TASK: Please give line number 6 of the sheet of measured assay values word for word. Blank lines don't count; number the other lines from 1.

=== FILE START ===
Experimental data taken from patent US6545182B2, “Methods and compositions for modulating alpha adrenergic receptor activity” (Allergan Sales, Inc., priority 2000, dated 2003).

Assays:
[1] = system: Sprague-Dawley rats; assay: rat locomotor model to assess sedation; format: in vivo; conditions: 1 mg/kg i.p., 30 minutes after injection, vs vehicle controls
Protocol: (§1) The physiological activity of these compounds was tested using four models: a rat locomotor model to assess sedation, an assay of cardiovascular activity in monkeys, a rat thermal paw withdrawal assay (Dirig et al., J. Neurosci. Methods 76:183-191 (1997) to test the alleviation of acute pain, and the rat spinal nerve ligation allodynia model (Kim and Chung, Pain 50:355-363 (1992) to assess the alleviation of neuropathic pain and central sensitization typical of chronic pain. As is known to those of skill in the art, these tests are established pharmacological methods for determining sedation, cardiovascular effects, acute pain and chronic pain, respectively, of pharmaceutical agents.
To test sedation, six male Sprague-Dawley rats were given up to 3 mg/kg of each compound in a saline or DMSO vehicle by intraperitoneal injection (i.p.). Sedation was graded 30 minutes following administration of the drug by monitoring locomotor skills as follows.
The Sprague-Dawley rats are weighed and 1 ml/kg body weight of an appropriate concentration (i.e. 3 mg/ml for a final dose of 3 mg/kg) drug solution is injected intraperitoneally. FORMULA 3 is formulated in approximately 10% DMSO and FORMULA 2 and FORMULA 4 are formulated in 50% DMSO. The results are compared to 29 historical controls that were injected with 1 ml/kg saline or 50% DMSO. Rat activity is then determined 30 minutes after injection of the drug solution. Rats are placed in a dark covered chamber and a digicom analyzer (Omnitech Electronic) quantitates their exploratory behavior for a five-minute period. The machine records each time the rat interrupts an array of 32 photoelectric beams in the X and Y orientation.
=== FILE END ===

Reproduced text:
The Sprague-Dawley rats are weighed and 1 ml/kg body weight of an appropriate concentration (i.e. 3 mg/ml for a final dose of 3 mg/kg) drug solution is injected intraperitoneally. FORMULA 3 is formulated in approximately 10% DMSO and FORMULA 2 and FORMULA 4 are formulated in 50% DMSO. The results are compared to 29 historical controls that were injected with 1 ml/kg saline or 50% DMSO. Rat activity is then determined 30 minutes after injection of the drug solution. Rats are placed in a dark covered chamber and a digicom analyzer (Omnitech Electronic) quantitates their exploratory behavior for a five-minute period. The machine records each time the rat interrupts an array of 32 photoelectric beams in the X and Y orientation.